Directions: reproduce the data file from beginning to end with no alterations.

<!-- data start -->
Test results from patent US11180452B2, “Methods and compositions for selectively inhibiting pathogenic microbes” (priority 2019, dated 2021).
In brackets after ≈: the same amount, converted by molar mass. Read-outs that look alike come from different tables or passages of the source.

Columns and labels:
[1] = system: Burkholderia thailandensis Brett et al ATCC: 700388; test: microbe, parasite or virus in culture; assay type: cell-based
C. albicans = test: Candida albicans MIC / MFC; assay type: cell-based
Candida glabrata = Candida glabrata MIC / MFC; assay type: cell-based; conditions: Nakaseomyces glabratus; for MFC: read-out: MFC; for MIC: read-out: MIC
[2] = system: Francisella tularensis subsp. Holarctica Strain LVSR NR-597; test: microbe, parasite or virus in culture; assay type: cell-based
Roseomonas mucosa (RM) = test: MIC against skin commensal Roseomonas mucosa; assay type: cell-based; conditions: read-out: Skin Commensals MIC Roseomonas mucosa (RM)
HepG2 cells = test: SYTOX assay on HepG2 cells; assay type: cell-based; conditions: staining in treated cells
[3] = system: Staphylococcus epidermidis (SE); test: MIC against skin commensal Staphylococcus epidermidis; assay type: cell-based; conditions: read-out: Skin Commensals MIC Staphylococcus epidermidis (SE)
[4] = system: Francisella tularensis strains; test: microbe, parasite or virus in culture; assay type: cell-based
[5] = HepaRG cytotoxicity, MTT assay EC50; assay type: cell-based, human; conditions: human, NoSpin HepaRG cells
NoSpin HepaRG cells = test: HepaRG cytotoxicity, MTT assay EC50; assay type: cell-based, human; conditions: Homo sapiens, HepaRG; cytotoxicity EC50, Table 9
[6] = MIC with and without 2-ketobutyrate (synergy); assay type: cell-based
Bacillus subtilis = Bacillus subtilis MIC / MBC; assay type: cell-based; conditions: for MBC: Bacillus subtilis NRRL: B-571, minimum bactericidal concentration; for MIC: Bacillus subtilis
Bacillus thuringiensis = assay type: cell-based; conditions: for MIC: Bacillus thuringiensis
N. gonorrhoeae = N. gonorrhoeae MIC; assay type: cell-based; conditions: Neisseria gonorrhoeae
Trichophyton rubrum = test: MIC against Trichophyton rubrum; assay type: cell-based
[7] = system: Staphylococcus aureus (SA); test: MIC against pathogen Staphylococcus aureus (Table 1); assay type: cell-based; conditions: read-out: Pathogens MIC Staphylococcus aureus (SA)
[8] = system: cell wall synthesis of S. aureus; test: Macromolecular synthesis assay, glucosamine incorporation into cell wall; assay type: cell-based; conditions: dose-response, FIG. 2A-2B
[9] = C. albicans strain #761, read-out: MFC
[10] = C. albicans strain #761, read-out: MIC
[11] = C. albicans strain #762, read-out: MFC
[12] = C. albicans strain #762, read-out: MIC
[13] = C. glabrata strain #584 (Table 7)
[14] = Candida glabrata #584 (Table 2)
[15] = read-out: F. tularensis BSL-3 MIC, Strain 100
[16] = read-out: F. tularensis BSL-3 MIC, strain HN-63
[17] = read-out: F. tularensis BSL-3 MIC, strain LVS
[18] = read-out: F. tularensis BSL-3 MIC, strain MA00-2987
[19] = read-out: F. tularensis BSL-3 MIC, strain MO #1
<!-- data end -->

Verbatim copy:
Test results from patent US11180452B2, “Methods and compositions for selectively inhibiting pathogenic microbes” (priority 2019, dated 2021).
In brackets after ≈: the same amount, converted by molar mass. Read-outs that look alike come from different tables or passages of the source.

Columns and labels:
[1] = system: Burkholderia thailandensis Brett et al ATCC: 700388; test: microbe, parasite or virus in culture; assay type: cell-based
C. albicans = test: Candida albicans MIC / MFC; assay type: cell-based
Candida glabrata = Candida glabrata MIC / MFC; assay type: cell-based; conditions: Nakaseomyces glabratus; for MFC: read-out: MFC; for MIC: read-out: MIC
[2] = system: Francisella tularensis subsp. Holarctica Strain LVSR NR-597; test: microbe, parasite or virus in culture; assay type: cell-based
Roseomonas mucosa (RM) = test: MIC against skin commensal Roseomonas mucosa; assay type: cell-based; conditions: read-out: Skin Commensals MIC Roseomonas mucosa (RM)
HepG2 cells = test: SYTOX assay on HepG2 cells; assay type: cell-based; conditions: staining in treated cells
[3] = system: Staphylococcus epidermidis (SE); test: MIC against skin commensal Staphylococcus epidermidis; assay type: cell-based; conditions: read-out: Skin Commensals MIC Staphylococcus epidermidis (SE)
[4] = system: Francisella tularensis strains; test: microbe, parasite or virus in culture; assay type: cell-based
[5] = HepaRG cytotoxicity, MTT assay EC50; assay type: cell-based, human; conditions: human, NoSpin HepaRG cells
NoSpin HepaRG cells = test: HepaRG cytotoxicity, MTT assay EC50; assay type: cell-based, human; conditions: Homo sapiens, HepaRG; cytotoxicity EC50, Table 9
[6] = MIC with and without 2-ketobutyrate (synergy); assay type: cell-based
Bacillus subtilis = Bacillus subtilis MIC / MBC; assay type: cell-based; conditions: for MBC: Bacillus subtilis NRRL: B-571, minimum bactericidal concentration; for MIC: Bacillus subtilis
Bacillus thuringiensis = assay type: cell-based; conditions: for MIC: Bacillus thuringiensis
N. gonorrhoeae = N. gonorrhoeae MIC; assay type: cell-based; conditions: Neisseria gonorrhoeae
Trichophyton rubrum = test: MIC against Trichophyton rubrum; assay type: cell-based
[7] = system: Staphylococcus aureus (SA); test: MIC against pathogen Staphylococcus aureus (Table 1); assay type: cell-based; conditions: read-out: Pathogens MIC Staphylococcus aureus (SA)
[8] = system: cell wall synthesis of S. aureus; test: Macromolecular synthesis assay, glucosamine incorporation into cell wall; assay type: cell-based; conditions: dose-response, FIG. 2A-2B
[9] = C. albicans strain #761, read-out: MFC
[10] = C. albicans strain #761, read-out: MIC
[11] = C. albicans strain #762, read-out: MFC
[12] = C. albicans strain #762, read-out: MIC
[13] = C. glabrata strain #584 (Table 7)
[14] = Candida glabrata #584 (Table 2)
[15] = read-out: F. tularensis BSL-3 MIC, Strain 100
[16] = read-out: F. tularensis BSL-3 MIC, strain HN-63
[17] = read-out: F. tularensis BSL-3 MIC, strain LVS
[18] = read-out: F. tularensis BSL-3 MIC, strain MA00-2987
[19] = read-out: F. tularensis BSL-3 MIC, strain MO #1